The African Genomics Centre – a first for the African continent – is already under construction at the South African Medical Research Council (SAMRC) head office in Cape Town.
This week, the SAMRC cemented its collaboration with the Beijing Genomics Institute (BGI) through the signing of a formal agreement that guarantees an exciting future for this state-of-the-art research facility.
BGI is at the forefront of the global scientific progress on genetic science and DNA sequencing, while South Africa has identified an opportunity, through this partnership, to build the country’s capacity for whole human genome sequencing.
“The development propels South Africa into a new era of medical research and means that we join a small, but growing, group of countries that are pioneering this type of innovation,” said Professor Glenda Gray, President of the SAMRC. The signing ceremony took place 16 February on top of Table Mountain in Cape Town.
Said Prof Gray: “This novel field of research harnesses the science of genomics for personalised medicine. Knowledge of the DNA sequence has become an important part of understanding disease. By establishing the sequence of an individual’s genetic material, it is possible to identify mutations which are specific to that person. These genetic tools will help us understand South Africa’s diverse gene pool and convey insights on treatments for common diseases like diabetes.”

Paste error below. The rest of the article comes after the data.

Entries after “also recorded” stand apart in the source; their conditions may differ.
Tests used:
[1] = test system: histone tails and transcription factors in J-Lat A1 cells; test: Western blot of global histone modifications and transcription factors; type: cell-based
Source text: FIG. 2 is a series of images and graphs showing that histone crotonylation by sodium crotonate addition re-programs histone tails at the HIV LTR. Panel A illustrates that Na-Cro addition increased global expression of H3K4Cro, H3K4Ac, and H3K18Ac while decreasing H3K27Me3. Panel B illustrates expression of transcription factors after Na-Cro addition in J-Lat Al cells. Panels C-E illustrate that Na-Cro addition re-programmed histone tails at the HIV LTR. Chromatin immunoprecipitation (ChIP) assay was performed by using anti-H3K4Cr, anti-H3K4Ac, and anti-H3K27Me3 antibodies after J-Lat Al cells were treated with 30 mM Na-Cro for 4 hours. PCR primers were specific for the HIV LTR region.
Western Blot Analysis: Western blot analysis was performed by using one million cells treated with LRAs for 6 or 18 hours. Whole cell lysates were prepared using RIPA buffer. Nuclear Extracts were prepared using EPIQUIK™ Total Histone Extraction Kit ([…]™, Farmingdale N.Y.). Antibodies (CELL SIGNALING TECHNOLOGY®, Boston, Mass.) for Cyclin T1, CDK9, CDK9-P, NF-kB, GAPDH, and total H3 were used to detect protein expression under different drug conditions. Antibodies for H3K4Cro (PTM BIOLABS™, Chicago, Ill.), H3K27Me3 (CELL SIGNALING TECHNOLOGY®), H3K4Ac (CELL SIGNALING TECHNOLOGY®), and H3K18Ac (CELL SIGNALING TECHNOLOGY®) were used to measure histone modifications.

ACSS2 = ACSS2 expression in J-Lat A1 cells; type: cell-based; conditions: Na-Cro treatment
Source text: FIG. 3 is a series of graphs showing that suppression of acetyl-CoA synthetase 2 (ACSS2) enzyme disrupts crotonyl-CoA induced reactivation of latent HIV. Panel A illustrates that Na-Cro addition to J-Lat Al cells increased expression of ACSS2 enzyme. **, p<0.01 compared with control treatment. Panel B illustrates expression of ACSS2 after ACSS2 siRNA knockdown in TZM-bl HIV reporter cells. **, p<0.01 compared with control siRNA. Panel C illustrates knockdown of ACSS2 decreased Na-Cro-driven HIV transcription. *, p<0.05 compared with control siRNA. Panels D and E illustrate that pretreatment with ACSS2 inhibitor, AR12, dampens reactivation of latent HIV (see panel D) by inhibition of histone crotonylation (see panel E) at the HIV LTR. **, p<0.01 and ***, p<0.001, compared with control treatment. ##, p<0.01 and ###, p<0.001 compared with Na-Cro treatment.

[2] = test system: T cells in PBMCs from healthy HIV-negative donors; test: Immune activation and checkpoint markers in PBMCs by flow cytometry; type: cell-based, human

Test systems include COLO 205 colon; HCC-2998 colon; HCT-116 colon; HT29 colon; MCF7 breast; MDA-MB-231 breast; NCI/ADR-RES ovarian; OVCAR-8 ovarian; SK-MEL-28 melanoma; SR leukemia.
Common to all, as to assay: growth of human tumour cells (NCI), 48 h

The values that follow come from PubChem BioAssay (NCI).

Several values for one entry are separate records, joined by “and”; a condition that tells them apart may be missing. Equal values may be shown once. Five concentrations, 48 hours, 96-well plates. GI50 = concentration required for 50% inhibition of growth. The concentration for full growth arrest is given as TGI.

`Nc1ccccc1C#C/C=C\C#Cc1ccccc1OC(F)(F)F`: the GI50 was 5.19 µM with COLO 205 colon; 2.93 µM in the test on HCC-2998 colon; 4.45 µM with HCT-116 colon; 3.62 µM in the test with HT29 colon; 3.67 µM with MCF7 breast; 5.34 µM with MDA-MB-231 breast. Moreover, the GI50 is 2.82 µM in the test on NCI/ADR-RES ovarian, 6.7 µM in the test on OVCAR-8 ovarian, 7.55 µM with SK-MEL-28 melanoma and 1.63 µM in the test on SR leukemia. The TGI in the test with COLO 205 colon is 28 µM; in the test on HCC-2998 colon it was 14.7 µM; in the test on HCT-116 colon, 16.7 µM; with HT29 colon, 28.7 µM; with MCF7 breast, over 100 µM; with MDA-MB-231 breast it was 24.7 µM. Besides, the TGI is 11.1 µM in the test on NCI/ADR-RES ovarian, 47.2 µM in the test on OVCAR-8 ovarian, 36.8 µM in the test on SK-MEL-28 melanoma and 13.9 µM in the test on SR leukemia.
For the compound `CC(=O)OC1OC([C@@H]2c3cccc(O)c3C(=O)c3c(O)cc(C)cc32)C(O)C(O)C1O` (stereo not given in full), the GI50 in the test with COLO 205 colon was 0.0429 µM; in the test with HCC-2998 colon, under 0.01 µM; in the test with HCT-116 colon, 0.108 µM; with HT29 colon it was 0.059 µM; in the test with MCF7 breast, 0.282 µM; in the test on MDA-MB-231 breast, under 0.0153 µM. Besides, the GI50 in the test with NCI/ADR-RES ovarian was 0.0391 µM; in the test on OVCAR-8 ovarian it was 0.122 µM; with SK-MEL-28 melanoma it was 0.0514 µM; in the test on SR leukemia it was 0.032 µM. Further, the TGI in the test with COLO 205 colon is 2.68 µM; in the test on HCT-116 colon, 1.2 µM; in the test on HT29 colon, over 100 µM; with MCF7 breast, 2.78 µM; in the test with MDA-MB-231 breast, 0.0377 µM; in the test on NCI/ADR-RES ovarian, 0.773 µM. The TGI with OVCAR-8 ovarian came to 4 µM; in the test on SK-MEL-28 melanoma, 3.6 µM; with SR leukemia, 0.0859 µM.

The centre will be a vital national asset, able to contribute to the better understanding of factors that impact on the health of South Africans and inform strategies to improve their response to diseases. This means that conditions that contribute to our heavy burden of disease in the country – such as hypertension, stroke, heart disease, diabetes and cancer – can be diagnosed faster and more accurately, and treatments delivered in a more targeted, effective and cost-efficient way.
Dr Li Ning, Chief Development Officer, BGI, said that the collaboration is positive for science and it will strengthen bilateral relations between China and South Africa, as both countries have contributed to the establishment of the facility through research capacity, funding, equipment and other infrastructure needed to operate the centre.
“BGI congratulates the SAMRC on its commitment to scientific advancement and for having in place the building blocks that this type of initiative requires. We have already learned much from each other and from what we respectively bring to the collaboration as partners. We are truly enthusiastic about the scientific breakthroughs we can look forward to as well as the many benefits they will afford to South Africa and Africa,” said Dr Li.